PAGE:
Heterotopic ossification, or myositis ossificans, denotes true bone in an abnormal place. The pathogenic mechanism is still unclear. A total of 643 patients (mean age, 9.1 years) admitted for neuropediatric rehabilitation were analyzed retrospectively with respect to the existence of neurogenic heterotopic ossification. The purpose of this study was to obtain information about incidence, etiology, clinical aspect, and consequences for diagnosis and therapy of this condition in childhood and adolescence. Heterotopic ossification was diagnosed in 32 patients (mean age, 14.8 years) with average time of onset of 4 months after traumatic brain injury, near drowning, strangulation, cerebral hemorrhage, hydrocephalus, or spinal cord injury. The sex ratio was not significant. In contrast to what has been found in adult studies, serum alkaline phosphatase was not elevated during heterotopic ossification formation. A persistent vegetative state for longer than 30 days proved to be a significant risk factor for heterotopic ossification. The incidence of neurogenic heterotopic ossification in children seems to be lower than in adults. A genetic predisposition to heterotopic ossification is suspected but not proven. As a prophylactic regimen against heterotopic ossification we use salicylates for those patients in a coma or persistent vegetative state with warm and painful swelling of a joint and consider continuous intrathecal baclofen infusion and botulinum toxin injection for those patients with severe spasticity. We prefer to wait at least 1 year after trauma before excision of heterotopic ossification.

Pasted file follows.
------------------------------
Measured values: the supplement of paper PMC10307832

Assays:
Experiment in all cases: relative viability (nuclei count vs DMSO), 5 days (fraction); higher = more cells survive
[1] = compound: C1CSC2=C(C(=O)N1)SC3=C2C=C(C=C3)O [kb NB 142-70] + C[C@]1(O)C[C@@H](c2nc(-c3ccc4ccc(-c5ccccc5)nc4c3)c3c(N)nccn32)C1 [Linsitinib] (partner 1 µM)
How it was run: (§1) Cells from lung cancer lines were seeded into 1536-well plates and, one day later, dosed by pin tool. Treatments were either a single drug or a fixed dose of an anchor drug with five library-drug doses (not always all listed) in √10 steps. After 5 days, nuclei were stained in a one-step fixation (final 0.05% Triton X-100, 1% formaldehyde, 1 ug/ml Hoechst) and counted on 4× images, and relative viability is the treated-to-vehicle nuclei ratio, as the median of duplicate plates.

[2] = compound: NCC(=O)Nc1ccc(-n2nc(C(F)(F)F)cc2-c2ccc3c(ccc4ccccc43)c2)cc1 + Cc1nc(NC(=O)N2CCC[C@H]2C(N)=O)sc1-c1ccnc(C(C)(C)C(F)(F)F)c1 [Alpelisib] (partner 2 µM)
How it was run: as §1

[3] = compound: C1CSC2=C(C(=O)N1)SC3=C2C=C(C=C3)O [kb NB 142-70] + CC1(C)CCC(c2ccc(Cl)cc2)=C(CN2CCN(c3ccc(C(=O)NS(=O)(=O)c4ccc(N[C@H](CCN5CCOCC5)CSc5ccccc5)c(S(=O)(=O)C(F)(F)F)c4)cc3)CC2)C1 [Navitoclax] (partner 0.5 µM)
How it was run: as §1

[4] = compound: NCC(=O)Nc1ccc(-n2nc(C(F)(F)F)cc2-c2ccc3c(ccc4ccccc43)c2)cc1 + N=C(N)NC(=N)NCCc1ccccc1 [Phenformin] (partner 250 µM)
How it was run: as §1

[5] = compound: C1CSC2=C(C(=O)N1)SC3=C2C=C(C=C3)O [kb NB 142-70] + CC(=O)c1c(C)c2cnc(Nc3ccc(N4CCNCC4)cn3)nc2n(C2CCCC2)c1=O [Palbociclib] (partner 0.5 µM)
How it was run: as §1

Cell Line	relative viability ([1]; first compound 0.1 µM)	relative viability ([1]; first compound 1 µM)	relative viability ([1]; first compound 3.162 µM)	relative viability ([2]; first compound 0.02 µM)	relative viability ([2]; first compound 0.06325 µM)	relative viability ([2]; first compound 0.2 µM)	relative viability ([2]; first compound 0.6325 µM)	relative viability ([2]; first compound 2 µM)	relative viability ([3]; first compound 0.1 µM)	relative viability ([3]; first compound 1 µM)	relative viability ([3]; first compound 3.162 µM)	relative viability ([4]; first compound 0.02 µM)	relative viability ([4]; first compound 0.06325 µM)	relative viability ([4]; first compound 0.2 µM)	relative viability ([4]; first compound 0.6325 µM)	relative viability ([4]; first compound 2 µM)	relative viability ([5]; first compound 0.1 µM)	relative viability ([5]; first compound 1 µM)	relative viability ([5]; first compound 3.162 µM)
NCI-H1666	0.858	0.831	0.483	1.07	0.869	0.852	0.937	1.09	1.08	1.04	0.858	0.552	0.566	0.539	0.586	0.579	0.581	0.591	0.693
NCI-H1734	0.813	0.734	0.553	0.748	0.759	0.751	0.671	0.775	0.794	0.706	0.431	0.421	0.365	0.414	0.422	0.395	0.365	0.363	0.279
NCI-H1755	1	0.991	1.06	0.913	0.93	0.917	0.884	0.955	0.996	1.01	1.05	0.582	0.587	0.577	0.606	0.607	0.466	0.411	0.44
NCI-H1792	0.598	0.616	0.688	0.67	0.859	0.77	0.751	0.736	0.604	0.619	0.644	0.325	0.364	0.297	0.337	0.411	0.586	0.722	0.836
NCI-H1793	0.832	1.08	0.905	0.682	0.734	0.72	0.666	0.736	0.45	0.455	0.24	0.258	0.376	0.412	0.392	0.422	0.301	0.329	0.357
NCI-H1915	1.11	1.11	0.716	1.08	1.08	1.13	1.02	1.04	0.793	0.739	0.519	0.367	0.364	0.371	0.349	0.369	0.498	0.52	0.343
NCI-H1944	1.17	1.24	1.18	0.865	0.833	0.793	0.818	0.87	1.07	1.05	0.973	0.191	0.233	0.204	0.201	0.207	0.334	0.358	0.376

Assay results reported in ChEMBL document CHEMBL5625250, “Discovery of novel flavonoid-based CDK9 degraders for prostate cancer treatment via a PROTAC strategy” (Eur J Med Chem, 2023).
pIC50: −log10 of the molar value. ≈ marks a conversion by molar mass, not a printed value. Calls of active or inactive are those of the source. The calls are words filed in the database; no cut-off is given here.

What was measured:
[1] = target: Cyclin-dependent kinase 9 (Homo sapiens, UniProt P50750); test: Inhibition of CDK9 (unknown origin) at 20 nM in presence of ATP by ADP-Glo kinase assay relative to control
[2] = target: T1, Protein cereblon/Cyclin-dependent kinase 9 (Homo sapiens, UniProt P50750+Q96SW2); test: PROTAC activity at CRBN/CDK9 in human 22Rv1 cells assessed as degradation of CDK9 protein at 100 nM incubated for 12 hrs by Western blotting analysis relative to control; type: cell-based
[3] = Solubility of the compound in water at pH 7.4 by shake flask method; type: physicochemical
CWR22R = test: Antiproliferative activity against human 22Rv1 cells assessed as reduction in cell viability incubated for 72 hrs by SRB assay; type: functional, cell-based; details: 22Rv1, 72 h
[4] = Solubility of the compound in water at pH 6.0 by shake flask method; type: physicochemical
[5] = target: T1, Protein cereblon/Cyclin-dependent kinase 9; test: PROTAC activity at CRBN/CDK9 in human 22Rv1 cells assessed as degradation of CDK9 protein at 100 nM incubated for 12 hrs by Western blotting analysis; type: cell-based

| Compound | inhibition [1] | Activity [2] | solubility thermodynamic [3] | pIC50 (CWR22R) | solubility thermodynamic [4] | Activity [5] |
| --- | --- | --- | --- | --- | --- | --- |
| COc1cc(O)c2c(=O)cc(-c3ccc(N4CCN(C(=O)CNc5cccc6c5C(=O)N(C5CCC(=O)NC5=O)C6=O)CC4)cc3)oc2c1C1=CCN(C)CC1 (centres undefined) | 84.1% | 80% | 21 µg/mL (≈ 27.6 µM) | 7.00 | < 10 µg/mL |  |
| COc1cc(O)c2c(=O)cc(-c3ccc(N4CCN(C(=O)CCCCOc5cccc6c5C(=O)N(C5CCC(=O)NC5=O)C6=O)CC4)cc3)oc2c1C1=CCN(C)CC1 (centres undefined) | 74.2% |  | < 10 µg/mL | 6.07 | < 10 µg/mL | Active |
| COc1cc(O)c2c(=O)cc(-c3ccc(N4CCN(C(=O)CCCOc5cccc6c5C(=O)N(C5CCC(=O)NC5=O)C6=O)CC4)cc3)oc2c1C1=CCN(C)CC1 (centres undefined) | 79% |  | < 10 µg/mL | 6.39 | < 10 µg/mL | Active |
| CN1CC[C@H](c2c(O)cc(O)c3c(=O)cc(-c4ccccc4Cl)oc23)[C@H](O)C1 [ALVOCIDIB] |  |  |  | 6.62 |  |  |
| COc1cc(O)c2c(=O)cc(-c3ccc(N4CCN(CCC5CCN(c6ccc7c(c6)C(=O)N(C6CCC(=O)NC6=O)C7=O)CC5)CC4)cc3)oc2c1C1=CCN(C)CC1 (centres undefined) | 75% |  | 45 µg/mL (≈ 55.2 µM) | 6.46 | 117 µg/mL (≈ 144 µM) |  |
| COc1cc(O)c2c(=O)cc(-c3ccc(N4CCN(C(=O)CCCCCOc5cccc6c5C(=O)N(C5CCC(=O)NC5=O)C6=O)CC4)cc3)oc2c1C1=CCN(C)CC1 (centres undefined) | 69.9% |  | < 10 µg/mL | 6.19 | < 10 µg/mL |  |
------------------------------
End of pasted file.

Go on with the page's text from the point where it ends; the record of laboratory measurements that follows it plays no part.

Useful keywords (using NLM MeSH Indexing)
Age of Onset
Persistent Vegetative State/complications
Spinal Cord Injuries/complications